Knife River Focused on Recycling
- Published: Wednesday, 02 February 2011 15:42
MDU Resources Group, Bismarck, ND, issued its 2010 sustainability report, entitled “Building a Strong America. “The idea of sustainability continues to evolve as we, along with the rest of the world, become more conscious of our impact on the planet. We continue our efforts at MDU Resources to minimize harmful impacts,” reads the report in its introduction.
Recycling is a key to MDU Resources’ sustainability efforts. At a number of its company locations, MDU Resources recycles various materials, including, but not limited to, construction materials, computers and electronics, electrical equipment, light bulbs, paper, scrap metal, appliances, coal combustion ash, used oil and batteries.
MDU Resources’ subsidiary Knife River Corp. is an aggregates producer with a long-standing practice of recycling and reusing building materials. This conserves natural resources, uses less energy, alleviates waste disposal problems in local landfills and ultimately costs less for the consumer.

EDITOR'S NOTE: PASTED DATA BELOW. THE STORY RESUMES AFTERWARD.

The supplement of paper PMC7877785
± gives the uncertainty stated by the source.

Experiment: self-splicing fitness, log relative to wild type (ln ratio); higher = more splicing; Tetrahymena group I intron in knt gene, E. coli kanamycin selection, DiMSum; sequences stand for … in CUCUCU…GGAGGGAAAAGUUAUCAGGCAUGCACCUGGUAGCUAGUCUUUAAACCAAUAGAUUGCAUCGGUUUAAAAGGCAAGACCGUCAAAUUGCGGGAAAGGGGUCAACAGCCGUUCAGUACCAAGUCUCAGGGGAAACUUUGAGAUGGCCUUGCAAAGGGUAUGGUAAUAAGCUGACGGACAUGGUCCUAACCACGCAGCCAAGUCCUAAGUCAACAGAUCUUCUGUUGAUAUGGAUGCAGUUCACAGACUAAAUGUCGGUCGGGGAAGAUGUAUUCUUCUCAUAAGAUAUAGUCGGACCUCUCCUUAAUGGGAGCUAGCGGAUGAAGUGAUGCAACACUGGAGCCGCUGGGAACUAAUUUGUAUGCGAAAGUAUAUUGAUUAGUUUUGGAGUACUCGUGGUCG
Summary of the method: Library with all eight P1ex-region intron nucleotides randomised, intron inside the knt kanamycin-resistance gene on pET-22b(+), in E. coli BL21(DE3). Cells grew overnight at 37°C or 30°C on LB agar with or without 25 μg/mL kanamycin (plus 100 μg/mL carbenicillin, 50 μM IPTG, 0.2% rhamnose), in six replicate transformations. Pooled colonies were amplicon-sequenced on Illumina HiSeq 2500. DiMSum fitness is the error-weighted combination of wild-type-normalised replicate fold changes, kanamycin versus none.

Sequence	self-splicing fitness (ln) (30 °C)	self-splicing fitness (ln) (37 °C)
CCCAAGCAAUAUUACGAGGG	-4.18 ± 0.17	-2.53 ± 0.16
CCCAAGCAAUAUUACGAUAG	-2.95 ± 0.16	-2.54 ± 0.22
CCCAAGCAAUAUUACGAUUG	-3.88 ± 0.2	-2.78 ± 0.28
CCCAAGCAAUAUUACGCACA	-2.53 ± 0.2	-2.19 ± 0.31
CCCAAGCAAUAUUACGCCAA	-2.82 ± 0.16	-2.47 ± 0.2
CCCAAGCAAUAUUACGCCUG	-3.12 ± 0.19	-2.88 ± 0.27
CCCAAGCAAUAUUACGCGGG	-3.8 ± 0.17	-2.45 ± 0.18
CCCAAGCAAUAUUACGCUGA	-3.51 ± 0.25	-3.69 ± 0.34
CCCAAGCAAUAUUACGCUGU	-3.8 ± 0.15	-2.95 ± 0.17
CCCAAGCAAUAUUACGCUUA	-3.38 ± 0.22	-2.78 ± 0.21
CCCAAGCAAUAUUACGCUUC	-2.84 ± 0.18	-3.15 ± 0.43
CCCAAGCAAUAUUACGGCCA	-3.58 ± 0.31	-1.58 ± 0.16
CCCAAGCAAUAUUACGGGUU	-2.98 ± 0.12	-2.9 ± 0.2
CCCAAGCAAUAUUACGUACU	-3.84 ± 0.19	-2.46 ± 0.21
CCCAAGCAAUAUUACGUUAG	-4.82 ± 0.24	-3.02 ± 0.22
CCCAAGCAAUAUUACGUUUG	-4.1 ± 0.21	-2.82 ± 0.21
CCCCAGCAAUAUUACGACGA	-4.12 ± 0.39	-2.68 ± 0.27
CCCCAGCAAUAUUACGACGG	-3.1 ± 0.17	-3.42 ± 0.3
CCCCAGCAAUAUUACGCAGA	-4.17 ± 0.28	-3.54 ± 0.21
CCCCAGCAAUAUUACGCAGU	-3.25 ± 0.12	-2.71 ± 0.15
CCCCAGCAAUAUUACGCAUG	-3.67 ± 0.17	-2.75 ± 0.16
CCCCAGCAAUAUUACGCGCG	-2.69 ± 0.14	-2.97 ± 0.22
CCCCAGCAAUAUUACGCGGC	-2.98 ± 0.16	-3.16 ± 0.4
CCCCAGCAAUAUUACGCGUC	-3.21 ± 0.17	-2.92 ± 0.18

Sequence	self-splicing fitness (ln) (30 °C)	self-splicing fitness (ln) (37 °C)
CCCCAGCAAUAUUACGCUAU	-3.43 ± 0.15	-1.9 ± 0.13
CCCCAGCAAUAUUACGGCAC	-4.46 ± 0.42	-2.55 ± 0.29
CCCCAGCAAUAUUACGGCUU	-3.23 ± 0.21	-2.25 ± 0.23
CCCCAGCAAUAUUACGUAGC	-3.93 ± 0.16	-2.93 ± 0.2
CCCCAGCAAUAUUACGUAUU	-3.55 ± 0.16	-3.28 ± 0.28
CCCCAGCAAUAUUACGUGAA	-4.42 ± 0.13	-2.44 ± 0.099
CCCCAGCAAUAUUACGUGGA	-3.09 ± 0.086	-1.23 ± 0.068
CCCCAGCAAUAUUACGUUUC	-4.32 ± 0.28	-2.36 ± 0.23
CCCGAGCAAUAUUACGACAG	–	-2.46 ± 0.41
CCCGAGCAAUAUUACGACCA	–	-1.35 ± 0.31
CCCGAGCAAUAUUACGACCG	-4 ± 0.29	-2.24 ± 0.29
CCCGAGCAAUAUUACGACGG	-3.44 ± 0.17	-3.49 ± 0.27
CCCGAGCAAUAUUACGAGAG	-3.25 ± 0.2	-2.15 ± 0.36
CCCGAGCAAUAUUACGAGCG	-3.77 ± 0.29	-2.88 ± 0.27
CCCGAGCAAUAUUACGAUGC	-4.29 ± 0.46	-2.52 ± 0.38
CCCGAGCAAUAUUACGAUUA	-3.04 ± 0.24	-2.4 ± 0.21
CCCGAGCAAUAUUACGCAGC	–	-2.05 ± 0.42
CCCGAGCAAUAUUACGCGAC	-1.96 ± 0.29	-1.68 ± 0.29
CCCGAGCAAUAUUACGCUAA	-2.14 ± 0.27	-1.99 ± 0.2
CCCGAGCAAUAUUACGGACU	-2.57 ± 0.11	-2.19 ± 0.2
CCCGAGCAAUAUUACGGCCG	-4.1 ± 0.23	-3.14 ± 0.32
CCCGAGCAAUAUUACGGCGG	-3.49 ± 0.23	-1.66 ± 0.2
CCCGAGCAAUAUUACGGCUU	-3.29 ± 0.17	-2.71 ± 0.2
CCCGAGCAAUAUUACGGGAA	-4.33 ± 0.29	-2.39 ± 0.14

Knife River recycles or reuses recycled asphalt pavement, pre-consumer asphalt shingles, refined fuel oil, demolition concrete, returned concrete at ready-mix plants, fly ash, slag, silica fume and other cement-replacement materials, and dimension stone reject material.
Jebro Inc., a Knife River Corp. company in Sioux City, Iowa, has been recycling used oil since 1989 and used oil filters since 2006. In both cases, residual oil is recycled into viable products. Oil filters, once emptied of oil, are turned into No. 1-grade recycled steel that can be shipped to smelters around the United States. Recovered oil is recycled and used in emulsified asphalt products. Jebro’s service area includes parts of Iowa, Nebraska, South Dakota, Missouri and Kansas.
In 2009, Jebro recycled approximately 31,750 gallons of oil and 291 tons of steel.
Corporately, MDU Resources annually recycles approximately 45 tons of paper at its corporate headquarters.
The corporation also has been recycling computers and electronics at its corporate and business unit headquarters office locations since 2005. Recycling computers and electronic components ensures that hazardous materials associated with some of their components are disposed of in a manner that meets regulations. Fluorescent/mercury halide lamps are recycled at company office locations.